The Most Feminist 'The 5th Wave' Scene Is So Simple, You May Have Missed It

The 5th Wave's Cassie Sullivan is one tough young woman. After aliens, known as the "Others," invade the Earth and begin killing off all of mankind in, you guessed it, five waves of attack, Cassie is forced to say goodbye to her life as a soccer-playing, party-going, crush-having teenager. First, the Others wipe out all electricity, then they start killing with earthquakes and a virus that takes out a majority of the Earth's population, leaving Cassie alone to take care of her little brother Sammy. And, when they get separated, Cassie embarks on a 70-mile trek across Other-infested land — all on her own — to find him. So, yeah, it's safe to say Cassie is a pretty badass female character, and The 5th Wave is a pretty feminist movie, following in the footsteps of The Hunger Games and Divergent. But there's one feminist thing in The 5th Wave you might have missed that deserves some major recognition: the tampon shot.

It seems strange to say, but girls in movies rarely have their periods. It's like being the protagonist in a movie magically makes your time of the month disappear into the abyss of things we'd rather not talk about. What if Katniss had her period in the middle of the Arena? Or what if Four had to go buy Tris some tampons in the middle of Dauntless training? We'll never know. Sure, these characters can have sex (or sexual tension) all they want, but a woman fighting for her life and saving others while on her period? Impossible.

The 5th Wave is helping put that myth to bed once and for all with just a few frames of film. In the opening scene, Cassie (played by the fierce Chloë Grave Moretz) walks into an abandoned convenience store at a gas station. With her gun out, she explores her surroundings, quickly picking up some of the supplies still left in the store that was obviously already raided by survivors. She grabs a dusty bottle of water, a toothbrush and some jerky, and then she goes for the box of tampons, takes out a handful and stuffs them in her backpack. Seriously, you see her do that. You see the tampons in her hands. If your jaw is not on the floor right now, then I need to know what Hollywood movies you have been watching that similarly normalize women's periods.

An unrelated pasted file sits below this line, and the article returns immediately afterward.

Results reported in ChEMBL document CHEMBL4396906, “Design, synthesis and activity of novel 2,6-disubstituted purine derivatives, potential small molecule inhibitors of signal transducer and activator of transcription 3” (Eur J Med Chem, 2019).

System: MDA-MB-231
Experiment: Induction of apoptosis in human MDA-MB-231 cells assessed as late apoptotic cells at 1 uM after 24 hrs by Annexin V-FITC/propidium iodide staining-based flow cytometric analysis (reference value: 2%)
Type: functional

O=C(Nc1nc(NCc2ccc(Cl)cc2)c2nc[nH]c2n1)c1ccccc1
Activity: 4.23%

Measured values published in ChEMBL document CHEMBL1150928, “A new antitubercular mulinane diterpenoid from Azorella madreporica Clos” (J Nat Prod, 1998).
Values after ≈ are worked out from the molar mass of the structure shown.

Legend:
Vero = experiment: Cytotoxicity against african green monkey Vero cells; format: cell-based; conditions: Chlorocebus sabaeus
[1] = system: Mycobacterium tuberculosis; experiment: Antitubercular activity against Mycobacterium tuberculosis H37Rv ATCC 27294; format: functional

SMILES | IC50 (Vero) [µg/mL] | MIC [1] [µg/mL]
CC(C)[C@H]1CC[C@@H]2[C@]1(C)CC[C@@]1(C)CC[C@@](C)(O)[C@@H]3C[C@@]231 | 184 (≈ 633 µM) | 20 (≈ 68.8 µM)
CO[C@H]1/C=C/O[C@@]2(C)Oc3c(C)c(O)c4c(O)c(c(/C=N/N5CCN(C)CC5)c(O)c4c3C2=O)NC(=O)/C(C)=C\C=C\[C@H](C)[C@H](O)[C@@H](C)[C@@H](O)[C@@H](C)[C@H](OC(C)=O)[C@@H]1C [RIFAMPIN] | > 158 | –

The shot of the tampons in The 5th Wave is hugely important and awesomely feminist. Women are constantly being shamed for their bodies, especially in film, and a woman's period is, for some reason, considered taboo. And yet in this film, it's acknowledged as a small facet of Cassie's life. A woman's body is rarely treated with so little fanfare on screen. If a girl gets her period in a movie, it's usually a way to wrap up a pregnancy scare story line or talk about puberty or menopause. It's never just natural. I, personally, can only think of one other film that has treated a woman's period so nonchalantly — No Strings Attached, the romantic comedy which gave us this description of what it feels like to be on your period: "It's like a crime scene in my pants." That film was also somewhat of a sex comedy, so the mechanics of a woman's body were, in some ways, more crucial to the plot than in The 5th Wave. The action movie could have gotten away without having the shot of tampons in the movie, just as in Divergent and The Hunger Games.

The fact that the inclusion of tampons wasn't necessary to the story of The 5th Wave makes it even more powerful. It's not exploitative or gross, and it never comes up again — it's simply a fact of life as seen in a brief shot. For a girl's need for basic feminine hygiene products to be addressed in such a matter-a-fact way in a big Hollywood movie is one step towards ending the strange stigma surrounding women's bodies.

It's awesome that a movie finally acknowledged that, just because aliens are invading the Earth and our heroine is busy facing off against certain death doesn't mean a girl won't get her period.

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